Resources for Pig Parents

Potbellied Pigs as Pets in Colorado

There are more than 60 counties in Colorado, each with their own regulations, rules, and zoning policies. Hog Haven Farm strives to educate potential pig owners by providing pertinent information for various counties in Colorado, where laws differ on keeping a pig as a pet. Unfortunately, many pigs are classified as livestock; while we strive to change the conceptions of potbelly pigs, owners and potential owners of these wonderful creatures must be aware of laws in the counties in which they reside. When owners are forced to remove their pigs because of zoning laws, the results are heartbreaking and devastating. Hog Haven Farm hopes to educate you before you are forced to re-home your pet! Below are resources you may find helpful for legally keeping your potbelly pig. We keep this page up to date as we obtain new information, but please, contact your county zoning if you have questions about pig ownership.

Denver Metro Areas

Commerce City (Adams County): Potbelly pigs are permitted, but you may only have one (1) per household, and there is a 70lb weight limit. More information can be found here.

City of Aurora (Adams and Arapahoe Counties): Potbellied pigs are banned in suburban areas; please check your specific zoning! If you reside in A or RA zoning, you may keep livestock, which includes potbellied pigs. Please visit this link for more information. You may petition zoning in City of Aurora to keep a pig as an emotional support animal (ESA), but the process is arduous and not guaranteed.

City and County of Denver: A Livestock or Fowl Permit allows an individual to keep livestock or fowl such as, but not limited to, horses, mules, donkeys, burros, cattle, sheep, goats, swine, chickens, geese, ducks, or turkeys on their property. Potbelly pigs fall into the livestock category as swine. In order to obtain a Livestock or Fowl Permit you must first send a (pre-approval) letter to the Director of the Division of Animal Care and Control at 1241 W Bayaud Ave, Denver, CO  80223, with specific information. A formal request must be submitted to Zoning, and if Zoning approves the request, the owner will need to send a copy of the zoning approval letter to the Director of Animal Control. The owner then must purchase the permit from Animal Control. Please visit this link for more information.

City of Englewood (Arapahoe County): Potbellied pigs are currently banned.

City of Lakewood (Jefferson County): Livestock are permitted on properties, zones R-1-43, R-1-18, R-1-12, AND R-1-9 when certain criteria are met. There is a maximum 3 pigs per household; currently, City of Lakewood has a size limit of 70lbs per pig. Please visit this link for more information on zoning.

City of Littleton (Arapahoe, Douglas and Jefferson Counties): Potbelly pigs are classified as livestock; there are certain zones within the City that allow for livestock, including A, RE, RL, and RS. Please check your zoning prior to adopting a potbellied pig; they are not allowed in most zones. Please visit this link for more information on zoning.

City of Northglenn (Adams County and Weld County): One potbellied pig per household is allowed, but there is a 95lb weight restriction, and the pig must be registered with a bona fide potbelly pig registry (such as AMPA). You can view the full zoning code here.

City of Thornton (Adams County): Each household may have no more than four adult animals, which may include dogs, cats and one Vietnamese potbellied pig. (Animals under three months old are not included. Domestic birds, fish, snakes (under six feet) and reptiles that are nonpoisonous and not a health hazard are welcome.)

City of Westminster (Adams County): you may keep one (1) potbellied pig, not to exceed 95lbs, so long as you have a permit. Visit City of Westminster’s Code of Ordinances for more information. To apply for a permit, visit this link.

Jefferson County (Unincorporated): Livestock are permitted in this county. Please refer to specific zoning requirements for the exact number of animals per acre/square footage. Please visit this link for more information.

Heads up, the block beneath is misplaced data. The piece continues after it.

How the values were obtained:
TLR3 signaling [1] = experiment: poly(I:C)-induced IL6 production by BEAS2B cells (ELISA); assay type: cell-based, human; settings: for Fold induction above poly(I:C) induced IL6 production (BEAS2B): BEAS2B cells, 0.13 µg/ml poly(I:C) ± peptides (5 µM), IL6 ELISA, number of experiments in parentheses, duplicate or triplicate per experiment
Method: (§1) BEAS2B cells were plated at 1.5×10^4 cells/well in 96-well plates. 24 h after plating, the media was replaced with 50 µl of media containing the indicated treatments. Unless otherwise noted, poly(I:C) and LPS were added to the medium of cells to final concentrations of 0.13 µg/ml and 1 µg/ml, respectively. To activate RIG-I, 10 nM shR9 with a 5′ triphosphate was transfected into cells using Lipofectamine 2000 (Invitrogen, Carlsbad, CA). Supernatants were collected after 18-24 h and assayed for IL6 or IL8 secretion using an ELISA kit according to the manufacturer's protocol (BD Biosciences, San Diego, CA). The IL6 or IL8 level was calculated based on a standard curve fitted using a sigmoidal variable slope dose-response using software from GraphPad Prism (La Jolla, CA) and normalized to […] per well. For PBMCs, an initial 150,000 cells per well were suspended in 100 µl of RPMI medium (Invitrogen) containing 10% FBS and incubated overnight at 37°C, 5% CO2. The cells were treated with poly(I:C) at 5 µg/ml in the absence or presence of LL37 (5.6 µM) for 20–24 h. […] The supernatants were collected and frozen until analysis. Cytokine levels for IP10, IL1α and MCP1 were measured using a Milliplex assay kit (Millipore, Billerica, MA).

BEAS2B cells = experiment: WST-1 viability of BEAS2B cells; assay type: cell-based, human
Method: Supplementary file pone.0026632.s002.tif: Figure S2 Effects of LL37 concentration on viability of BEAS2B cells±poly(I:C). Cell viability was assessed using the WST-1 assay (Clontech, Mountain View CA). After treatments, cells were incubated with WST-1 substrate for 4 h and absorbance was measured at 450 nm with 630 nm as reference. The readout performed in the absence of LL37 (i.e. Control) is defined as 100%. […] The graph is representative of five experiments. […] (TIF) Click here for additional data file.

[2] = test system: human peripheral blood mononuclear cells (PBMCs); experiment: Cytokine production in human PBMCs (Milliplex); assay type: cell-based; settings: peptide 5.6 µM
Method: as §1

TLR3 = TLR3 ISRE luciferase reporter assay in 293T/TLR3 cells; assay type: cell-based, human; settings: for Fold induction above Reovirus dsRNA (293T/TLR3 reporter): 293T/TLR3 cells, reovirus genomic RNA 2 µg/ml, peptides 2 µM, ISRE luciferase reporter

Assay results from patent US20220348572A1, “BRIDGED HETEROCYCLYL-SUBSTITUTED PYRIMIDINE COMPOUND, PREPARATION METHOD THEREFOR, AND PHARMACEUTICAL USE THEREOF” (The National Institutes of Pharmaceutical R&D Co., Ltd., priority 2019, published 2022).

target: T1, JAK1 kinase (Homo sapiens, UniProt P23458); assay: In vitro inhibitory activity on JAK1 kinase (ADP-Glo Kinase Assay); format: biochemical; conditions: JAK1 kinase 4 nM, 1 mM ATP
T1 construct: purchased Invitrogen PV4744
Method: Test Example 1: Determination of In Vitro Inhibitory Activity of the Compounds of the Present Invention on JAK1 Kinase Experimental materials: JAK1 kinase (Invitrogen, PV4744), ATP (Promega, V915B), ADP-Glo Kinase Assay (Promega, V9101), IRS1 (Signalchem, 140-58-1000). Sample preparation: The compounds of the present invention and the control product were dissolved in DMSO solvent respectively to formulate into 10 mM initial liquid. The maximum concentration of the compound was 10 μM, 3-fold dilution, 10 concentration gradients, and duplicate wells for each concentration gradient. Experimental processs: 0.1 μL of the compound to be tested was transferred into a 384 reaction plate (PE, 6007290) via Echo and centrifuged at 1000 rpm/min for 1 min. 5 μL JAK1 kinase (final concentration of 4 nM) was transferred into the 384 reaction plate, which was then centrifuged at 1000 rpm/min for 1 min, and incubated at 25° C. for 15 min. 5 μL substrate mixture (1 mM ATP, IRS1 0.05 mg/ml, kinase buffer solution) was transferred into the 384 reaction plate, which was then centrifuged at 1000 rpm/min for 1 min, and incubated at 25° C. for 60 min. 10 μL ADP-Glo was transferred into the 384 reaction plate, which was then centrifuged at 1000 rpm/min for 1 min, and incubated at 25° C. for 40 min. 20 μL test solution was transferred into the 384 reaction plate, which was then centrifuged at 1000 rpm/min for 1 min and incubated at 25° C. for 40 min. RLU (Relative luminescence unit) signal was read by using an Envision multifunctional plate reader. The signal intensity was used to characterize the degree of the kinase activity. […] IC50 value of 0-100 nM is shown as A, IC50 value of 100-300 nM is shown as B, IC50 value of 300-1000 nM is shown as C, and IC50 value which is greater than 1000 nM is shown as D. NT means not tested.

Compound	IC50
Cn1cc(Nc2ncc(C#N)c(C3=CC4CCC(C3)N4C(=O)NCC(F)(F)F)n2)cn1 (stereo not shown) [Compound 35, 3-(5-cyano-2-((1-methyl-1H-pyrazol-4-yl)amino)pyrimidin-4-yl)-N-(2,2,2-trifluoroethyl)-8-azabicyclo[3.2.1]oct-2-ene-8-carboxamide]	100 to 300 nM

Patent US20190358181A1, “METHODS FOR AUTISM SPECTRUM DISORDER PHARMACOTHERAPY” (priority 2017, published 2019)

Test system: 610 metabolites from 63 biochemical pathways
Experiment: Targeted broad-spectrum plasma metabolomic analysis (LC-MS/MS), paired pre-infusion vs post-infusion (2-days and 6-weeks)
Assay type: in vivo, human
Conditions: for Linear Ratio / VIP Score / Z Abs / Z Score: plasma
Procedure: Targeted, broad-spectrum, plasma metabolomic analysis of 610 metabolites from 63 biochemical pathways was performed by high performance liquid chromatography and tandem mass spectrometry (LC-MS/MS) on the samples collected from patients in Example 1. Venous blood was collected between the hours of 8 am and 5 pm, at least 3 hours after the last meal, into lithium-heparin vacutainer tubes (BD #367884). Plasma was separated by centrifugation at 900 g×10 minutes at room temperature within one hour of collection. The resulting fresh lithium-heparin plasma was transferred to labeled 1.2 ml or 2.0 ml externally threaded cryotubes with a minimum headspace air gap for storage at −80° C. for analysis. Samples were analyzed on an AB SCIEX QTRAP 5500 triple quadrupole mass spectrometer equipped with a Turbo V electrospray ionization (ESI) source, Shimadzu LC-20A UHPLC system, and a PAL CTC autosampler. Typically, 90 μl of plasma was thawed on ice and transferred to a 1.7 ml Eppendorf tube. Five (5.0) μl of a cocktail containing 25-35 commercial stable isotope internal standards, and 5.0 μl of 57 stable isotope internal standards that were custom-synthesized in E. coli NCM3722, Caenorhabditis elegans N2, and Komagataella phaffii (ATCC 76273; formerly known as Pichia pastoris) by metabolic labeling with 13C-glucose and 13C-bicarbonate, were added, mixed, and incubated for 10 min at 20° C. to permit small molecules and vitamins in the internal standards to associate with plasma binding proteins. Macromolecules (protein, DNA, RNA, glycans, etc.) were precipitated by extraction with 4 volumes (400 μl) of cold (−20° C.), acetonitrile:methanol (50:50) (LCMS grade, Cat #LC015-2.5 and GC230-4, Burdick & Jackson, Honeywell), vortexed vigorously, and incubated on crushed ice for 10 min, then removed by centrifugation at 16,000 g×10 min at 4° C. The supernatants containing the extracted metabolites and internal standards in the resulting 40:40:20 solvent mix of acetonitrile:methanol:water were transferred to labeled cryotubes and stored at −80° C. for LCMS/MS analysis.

Wheat Ridge (Jefferson County): You may obtain a permit to keep up to two (2) potbellied pigs. Please visit this link for more information.

Northern Colorado, including Boulder/Lafayette/Longmont/Fort Collins

City of Boulder: you may keep pigs, but the number of pet pigs varies on type of zoning and lot size. Please visit this link to find your zoning type and restrictions/ allowances.

City of Lafayette (Boulder County): you may keep up to two (2) potbellied pigs, but they may not exceed 22″ in height or 150lbs in weight. The pig must be neutered or spayed, and also be vaccinated. More information can be found within Lafayette’s Municipal Code.

City of Longmont (Boulder and Weld County): you may keep potbellied pigs in city limits, but each pet pig must be licensed within 30 days of acquiring the animal, and must have proof of neuter/spay and veterinarian health check/proof of breed. Visit this link for more information.

City of Loveland (Larimer County): Potbellied pigs are allowed within city limits, but must be licensed, neutered/spayed, and vaccinated. View the municipal code here.

Fort Collins (Larimer County): you may keep potbellied pigs as pets per the same guidelines as dogs/cats/rabbits. Please visit this link for more information.

Southern Colorado and Colorado Springs Metro Areas

City of Colorado Springs: Colorado Springs allows homeowners to have a maximum of two (2) potbellied pigs, given that they do not exceed 100lbs each. Potbellied pigs must be registered with the city’s animal control office for an annual fee of $75 per pig. In addition, potbellied pigs must be microchipped and altered to reside within city limits. In public areas, pigs must wear a harness and lead, name tags, and leads may not exceed 10′ (ten feet) in length.

City of Woodland Park: Woodland Park does not have any zoning restrictions on potbellied pigs, nor are there any registration/licensing requirements for pigs. There is a maximum of three dogs per household, but no limits specified for other types of domesticated animals.

El Paso County (Monument, Fountain, and Unincorporated Colorado Springs): You may keep up to 6 domesticated animals in your home in any combination. There is an ordinance against public grazing–so bear in mind that you may not take your pig to any public area, such as a park, and allow them to eat the grass.

Pueblo, Boone, Rye, and Pueblo County: There are no zoning restrictions against potbellied pigs; you may keep domesticated pigs in your home without licensing requirements.